A peaceful settlement of the Barotse Agreement of 1964, is almost in sight due to intervention by the African Commission for Human and People’s Rights, , says former Barotse Royal Establishment (BRE) Ngambela Clement Sinyinda.
Mr Sinyinda, who is now the Barotse National Freedom Alliance (BNFA) chairperson said the issue, would be resolved amicably now that the Government was able to respond to the petition from the African Commission for Human and People’s rights.
In 2013 the BNFA submitted a 258 page petition of “forensic evidence” and arguments to the African Commission for Human and People’s Rights (ACHPR), and according to Mr Sinyinda, the Zambia Government has pleaded for more time to respond to the petition which it had not seen.
The letter to the office of the Ngambela by the African Commission on Human and Peoples’ Rights says, “I write to inform you that the secretariat of the African commission received a correspondence from the respondent State (Zambian Government) requesting the Secretariat to forward to it the communication as it does not seem to have received it.”
The letter further reads: “The African Commission considered the request and decided to grant it and its secretariat has forwarded the complaint and the complainant’s submission on admissibility to the respondent State and has asked the latter to forward its arguments on admissibility within two months in line with Rule 105 (1) of the commission’s rules of procedure.”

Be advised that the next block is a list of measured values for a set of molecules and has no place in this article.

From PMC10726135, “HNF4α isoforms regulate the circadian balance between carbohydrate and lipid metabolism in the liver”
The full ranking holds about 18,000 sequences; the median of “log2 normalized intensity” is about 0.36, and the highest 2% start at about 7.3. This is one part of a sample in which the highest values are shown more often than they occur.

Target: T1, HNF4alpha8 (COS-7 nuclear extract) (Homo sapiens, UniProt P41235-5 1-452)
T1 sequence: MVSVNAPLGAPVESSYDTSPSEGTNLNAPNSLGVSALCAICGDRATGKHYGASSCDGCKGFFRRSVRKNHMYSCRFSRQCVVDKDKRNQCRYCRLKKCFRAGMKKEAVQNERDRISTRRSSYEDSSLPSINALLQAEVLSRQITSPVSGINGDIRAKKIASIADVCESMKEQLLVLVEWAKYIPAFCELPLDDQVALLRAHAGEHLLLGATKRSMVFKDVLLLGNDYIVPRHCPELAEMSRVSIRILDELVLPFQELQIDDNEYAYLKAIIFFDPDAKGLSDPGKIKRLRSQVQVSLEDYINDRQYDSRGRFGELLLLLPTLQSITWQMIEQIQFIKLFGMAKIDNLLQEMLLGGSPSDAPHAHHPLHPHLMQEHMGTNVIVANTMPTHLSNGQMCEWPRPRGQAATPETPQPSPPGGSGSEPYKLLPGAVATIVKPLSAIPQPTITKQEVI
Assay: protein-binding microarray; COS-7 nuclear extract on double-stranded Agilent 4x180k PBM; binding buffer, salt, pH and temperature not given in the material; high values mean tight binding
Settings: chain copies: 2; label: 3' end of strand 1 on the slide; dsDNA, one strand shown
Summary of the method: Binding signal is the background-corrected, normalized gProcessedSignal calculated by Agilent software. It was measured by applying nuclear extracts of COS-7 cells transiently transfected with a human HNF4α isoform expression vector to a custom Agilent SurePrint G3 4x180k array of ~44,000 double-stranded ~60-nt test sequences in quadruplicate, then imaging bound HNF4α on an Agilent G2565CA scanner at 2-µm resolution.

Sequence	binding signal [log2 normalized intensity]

Mr Sinyinda said following the information by the commission, there was hope that the issue surrounding the Barotse Agreement of 1964 would be resolved amicably.
He said the alliance was formed for the sole purpose of maintaining peace and order, adding that the people of Barotseland were patiently waiting for the Zambian Government to engage them in the process of actualizing the Barotseland Agreement of 1964.
“Looking at the stage we have reached, we are on course and everything is in the process, and we are very much sure that this issue is going to be resolved amicably by all the parties involved,
“And it is therefore important that people of Barotseland maintained peace in their quest for freedom to avoid loss of lives,” he said.
Mr Sinyinda said the commission at its 17th extraordinary session held last month, decided to grant the request by the Zambia Government and the secretariat of the commission has since forwarded the Barotseland complaint and submission on acceptability to the Government and requested them to submit its response within two months.
Last year, the Government turned down a challenge from the lawyers representing the Barotse National Freedom Alliance (BNFA) and the people of Barotseland that was written to the President to sign a Permanent Court of Arbitration submission agreement, saying the Government was unable to give a response in the absence of any particulars identifying their client, the BNFA, and people of Barotseland.
Mr Sinyinda said the road to Zambia’s independence in 1964 and the role Barotseland played in that process was known and documented.
It was against that background that the people of Barotseland, through the March 2012 Barotse National Council (BNC), resolved to accept the repudiation of the Barotseland Agreement 1964 and thereby set in motion the process of separating the territories of Barotseland and the rest of Zambia.